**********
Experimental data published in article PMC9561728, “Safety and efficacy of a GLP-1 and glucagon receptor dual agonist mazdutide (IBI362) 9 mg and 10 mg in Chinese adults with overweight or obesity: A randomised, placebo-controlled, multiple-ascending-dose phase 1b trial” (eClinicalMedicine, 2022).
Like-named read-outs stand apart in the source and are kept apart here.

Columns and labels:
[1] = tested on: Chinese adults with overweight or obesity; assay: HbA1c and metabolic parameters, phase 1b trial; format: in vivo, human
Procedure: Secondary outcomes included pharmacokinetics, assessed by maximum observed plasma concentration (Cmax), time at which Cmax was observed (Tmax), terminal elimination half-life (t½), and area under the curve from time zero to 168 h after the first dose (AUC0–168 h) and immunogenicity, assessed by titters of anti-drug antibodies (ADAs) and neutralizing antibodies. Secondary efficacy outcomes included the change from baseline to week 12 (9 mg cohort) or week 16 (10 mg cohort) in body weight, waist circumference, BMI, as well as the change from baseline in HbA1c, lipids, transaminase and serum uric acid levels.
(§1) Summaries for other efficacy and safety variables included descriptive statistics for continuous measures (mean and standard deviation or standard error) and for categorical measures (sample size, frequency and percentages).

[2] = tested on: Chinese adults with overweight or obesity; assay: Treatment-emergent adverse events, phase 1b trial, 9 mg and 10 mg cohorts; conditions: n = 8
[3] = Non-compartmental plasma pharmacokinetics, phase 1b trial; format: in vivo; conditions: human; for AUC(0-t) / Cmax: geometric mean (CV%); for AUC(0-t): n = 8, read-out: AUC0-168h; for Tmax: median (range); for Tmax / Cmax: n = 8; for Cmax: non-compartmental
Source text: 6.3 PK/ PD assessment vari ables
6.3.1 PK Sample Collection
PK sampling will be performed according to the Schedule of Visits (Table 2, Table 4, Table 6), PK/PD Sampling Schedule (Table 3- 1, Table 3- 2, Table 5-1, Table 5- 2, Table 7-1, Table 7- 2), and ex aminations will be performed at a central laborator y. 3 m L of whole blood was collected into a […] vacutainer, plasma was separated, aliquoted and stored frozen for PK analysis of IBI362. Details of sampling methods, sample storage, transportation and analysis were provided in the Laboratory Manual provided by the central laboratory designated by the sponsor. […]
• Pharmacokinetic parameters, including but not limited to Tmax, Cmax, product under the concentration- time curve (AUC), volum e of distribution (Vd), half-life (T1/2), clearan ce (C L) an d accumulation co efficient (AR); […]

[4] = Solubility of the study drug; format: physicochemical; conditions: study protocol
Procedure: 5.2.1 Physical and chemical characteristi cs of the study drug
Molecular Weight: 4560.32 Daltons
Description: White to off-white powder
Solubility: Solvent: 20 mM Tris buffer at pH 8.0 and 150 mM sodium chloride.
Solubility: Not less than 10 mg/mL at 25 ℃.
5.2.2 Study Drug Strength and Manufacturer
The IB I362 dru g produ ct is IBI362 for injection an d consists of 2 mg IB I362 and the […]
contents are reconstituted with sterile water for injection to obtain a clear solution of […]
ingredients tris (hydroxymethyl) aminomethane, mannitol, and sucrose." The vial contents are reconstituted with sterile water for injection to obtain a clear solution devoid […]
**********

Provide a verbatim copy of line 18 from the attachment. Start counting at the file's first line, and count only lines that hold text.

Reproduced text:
Solubility: Not less than 10 mg/mL at 25 ℃.